We see how thoroughly Nebuchadnezzar attempted to assimilate these young men into the Babylonian way of living. Like many other conquerors, tomorrow we find him renaming these captives, stripping them of their national and religious identity by taking away their Hebrew names and replacing them with Babylonian names. But as Shakespeare mused in Romeo And Juliet, "A rose by any other name would smell as sweet". The lives of Daniel and his friends will smell just as sweet under these new names because they intend to bloom where they are planted. And this got me to thinking: suppose whenever we meet with difficulty in our lives we consider ourselves "chosen" for it, as Daniel considered himself and these other young men "chosen". How might this attitude change the way we feel about our circumstances? I'm going through a difficult season right now in my life and, I don't know about you, but I could sure use a better sense of purpose as I go about my days. I could certainly stand to view my current discouragement and depression from another angle. We so often think of our difficulties as being taken captive and held prisoner by circumstances we would far rather avoid. And Daniel could have thought of his circumstances in the same way. But instead he decided to consider himself chosen. The Lord chose him to be a light in a dark land, to remain true to his faith and his morals no matter what came against him, and in so doing he was able to influence a pagan ruler to declare the God of Israel "the Most High" and to say of the Lord, "I honored and glorified Him who lives forever. His dominion is an eternal dominion; His kingdom endures from generation to generation". (Daniel 4:34)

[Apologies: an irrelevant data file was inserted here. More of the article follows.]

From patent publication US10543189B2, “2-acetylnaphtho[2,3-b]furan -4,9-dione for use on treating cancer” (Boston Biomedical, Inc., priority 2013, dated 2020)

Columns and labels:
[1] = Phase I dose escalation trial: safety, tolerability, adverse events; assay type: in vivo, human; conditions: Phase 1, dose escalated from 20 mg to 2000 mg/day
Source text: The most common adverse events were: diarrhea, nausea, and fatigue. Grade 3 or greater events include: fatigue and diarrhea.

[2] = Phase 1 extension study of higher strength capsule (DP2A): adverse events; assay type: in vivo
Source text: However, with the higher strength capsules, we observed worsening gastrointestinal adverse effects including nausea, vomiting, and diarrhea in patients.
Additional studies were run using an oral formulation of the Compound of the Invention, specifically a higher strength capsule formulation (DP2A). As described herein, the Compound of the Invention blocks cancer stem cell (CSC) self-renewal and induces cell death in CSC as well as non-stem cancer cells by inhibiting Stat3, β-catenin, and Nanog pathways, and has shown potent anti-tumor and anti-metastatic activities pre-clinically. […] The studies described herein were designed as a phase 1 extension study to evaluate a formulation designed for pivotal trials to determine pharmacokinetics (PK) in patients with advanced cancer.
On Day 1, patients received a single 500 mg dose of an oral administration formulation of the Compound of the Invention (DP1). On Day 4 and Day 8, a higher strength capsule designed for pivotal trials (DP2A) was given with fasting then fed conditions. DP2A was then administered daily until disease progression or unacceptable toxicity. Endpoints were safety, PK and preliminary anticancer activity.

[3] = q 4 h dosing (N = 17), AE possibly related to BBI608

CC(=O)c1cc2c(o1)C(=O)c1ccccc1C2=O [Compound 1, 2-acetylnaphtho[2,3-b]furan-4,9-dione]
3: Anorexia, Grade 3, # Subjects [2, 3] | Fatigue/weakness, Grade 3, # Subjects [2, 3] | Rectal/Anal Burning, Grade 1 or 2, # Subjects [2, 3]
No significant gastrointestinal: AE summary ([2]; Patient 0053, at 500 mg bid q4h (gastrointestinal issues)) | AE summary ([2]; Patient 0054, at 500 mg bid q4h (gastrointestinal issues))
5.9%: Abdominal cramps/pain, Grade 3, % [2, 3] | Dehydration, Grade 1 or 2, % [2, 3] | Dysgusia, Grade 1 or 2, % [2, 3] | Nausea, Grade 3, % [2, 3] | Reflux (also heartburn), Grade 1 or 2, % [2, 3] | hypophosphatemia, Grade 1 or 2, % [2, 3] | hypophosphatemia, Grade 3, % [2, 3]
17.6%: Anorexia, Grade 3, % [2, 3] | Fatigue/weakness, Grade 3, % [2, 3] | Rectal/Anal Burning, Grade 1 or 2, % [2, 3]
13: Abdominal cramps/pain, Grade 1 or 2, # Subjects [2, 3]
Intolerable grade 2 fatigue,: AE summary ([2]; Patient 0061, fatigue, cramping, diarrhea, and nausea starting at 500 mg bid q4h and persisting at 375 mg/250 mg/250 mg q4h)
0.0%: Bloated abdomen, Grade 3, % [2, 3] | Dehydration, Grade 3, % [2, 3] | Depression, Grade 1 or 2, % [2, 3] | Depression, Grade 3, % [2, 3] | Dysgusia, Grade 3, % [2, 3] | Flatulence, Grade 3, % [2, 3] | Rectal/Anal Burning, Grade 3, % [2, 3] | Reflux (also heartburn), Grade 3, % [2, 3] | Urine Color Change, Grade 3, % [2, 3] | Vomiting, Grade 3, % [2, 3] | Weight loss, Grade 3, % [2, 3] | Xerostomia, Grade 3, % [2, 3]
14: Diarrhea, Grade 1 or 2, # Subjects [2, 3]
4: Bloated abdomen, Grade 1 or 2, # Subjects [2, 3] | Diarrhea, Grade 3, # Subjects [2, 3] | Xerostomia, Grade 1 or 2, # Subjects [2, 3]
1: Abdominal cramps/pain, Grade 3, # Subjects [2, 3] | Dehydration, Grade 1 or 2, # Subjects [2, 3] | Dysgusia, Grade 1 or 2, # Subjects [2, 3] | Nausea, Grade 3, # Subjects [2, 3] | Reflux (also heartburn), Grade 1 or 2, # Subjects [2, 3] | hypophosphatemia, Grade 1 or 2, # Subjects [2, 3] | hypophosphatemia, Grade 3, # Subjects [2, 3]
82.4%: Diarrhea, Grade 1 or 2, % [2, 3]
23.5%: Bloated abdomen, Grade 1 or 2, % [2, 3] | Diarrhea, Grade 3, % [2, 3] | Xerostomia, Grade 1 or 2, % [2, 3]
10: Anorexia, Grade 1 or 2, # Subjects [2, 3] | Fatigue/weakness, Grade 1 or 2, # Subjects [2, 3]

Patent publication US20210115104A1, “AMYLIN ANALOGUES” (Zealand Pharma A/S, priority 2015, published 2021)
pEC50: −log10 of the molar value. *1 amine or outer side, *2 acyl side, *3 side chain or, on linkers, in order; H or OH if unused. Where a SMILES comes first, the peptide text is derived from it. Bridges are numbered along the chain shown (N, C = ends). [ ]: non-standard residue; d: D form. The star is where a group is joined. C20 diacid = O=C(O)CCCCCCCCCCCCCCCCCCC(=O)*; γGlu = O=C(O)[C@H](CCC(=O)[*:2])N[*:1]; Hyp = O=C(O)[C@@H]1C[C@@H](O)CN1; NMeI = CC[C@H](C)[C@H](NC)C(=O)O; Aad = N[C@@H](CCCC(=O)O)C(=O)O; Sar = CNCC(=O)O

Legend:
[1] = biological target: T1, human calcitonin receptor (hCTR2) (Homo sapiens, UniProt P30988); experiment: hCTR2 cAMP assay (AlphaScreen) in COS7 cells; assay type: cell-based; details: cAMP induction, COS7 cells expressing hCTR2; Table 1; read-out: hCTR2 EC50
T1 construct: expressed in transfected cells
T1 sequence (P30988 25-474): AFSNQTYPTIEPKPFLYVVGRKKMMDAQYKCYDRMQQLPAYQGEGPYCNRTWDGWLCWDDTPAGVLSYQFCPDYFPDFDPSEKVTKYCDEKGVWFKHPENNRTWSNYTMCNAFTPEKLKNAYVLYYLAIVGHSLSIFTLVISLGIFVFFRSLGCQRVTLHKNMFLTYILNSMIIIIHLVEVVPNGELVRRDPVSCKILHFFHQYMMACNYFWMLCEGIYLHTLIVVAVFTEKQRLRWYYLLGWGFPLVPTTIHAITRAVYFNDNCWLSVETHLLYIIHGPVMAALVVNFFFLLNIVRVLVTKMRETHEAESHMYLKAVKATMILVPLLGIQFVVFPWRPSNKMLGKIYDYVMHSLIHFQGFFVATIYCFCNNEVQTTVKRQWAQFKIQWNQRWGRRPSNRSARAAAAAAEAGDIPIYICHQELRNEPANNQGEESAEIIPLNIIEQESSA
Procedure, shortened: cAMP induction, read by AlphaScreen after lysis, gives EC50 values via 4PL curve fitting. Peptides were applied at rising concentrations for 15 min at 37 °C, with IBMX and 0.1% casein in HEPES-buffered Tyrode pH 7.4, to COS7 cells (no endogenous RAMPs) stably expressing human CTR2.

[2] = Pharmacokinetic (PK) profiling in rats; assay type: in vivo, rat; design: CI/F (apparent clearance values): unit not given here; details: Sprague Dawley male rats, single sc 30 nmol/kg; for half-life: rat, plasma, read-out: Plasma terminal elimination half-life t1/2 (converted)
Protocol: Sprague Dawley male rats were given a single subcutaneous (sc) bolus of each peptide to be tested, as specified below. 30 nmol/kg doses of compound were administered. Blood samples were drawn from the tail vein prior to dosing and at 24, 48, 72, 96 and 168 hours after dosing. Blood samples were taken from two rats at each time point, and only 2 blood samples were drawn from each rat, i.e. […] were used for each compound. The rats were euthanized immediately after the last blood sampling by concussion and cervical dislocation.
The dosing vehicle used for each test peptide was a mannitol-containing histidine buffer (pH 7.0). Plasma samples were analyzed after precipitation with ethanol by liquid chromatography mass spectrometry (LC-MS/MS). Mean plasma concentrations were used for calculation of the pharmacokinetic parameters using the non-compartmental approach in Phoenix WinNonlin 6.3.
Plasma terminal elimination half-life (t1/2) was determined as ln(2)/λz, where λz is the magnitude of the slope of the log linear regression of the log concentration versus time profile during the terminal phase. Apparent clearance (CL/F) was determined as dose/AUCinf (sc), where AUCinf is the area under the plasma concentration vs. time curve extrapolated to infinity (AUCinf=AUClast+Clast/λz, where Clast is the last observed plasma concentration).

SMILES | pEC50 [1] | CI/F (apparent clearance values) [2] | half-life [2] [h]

After one of Nebuchadnezzar's campaigns in Judah, during which he took a multitude captive back to Babylon, we find some of the captives saying, "By the rivers of Babylon we sat and wept when we remembered Zion. There on the poplars we hung our harps, for there our captors asked us for songs, our tormentors demanded songs of joy; they said, 'Sing us one of the songs of Zion!' How can we sing the songs of the Lord while in a foreign land?" (Psalm 137:1-4) We don't know which captives spoke these mournful words, but we can be confident none of them were Daniel, Shadrach, Meshach, and Abednego. These four young men did know how to sing the songs of the Lord in a foreign land. Psalm 137 was voiced by a group filled with despair, who absolutely did not consider themselves chosen, who referred to the Babylonians as their captors and tormentors, and who could find nothing joyful except the thought of their conqueror's eventual downfall and the death of even the small children of Babylon. This particular group did not know how to bloom where they were planted. They didn't understand that a rose by any other name could smell as sweet. With this attitude, we can only assume they did not accomplish anything for the Lord in Babylon as Daniel and his friends did. Daniel and his friends understood they had a mission there. They knew that seventy years of captivity lay before them and that they would never see their homeland again. But they purposed in their hearts to serve the Lord wherever they found themselves. With this attitude they accomplished a great deal for the kingdom of God. It wouldn't surprise me to know that there are citizens of ancient Babylon in heaven right now because they learned of the God of Israel from these young Hebrew men and were influenced by how they lived out their faith. What better thing could be said of Daniel and his companions? What better thing could be said of any of us?